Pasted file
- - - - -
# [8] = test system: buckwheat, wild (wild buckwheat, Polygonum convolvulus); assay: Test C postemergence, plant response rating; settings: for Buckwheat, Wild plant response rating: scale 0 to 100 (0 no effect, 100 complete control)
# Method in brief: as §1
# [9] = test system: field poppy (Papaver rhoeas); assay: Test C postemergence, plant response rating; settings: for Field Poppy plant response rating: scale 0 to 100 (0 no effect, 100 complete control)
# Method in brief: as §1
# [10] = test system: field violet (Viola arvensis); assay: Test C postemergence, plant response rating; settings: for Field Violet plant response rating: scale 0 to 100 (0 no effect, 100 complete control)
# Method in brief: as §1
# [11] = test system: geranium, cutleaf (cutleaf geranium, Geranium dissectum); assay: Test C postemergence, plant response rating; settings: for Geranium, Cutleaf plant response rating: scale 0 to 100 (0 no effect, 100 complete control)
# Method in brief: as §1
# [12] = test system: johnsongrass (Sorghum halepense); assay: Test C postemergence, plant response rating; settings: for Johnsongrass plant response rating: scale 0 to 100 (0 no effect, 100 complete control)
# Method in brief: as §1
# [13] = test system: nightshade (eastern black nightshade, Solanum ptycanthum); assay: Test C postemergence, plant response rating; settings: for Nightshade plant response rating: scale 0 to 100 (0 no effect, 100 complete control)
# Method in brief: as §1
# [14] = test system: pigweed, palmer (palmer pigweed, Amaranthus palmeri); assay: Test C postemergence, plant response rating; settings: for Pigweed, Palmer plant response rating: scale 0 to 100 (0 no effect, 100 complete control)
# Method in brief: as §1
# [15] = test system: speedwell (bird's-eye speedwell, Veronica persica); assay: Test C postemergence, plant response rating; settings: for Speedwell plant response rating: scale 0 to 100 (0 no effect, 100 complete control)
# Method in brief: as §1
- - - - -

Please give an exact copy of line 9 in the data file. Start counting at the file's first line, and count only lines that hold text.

# [12] = test system: johnsongrass (Sorghum halepense); assay: Test C postemergence, plant response rating; settings: for Johnsongrass plant response rating: scale 0 to 100 (0 no effect, 100 complete control)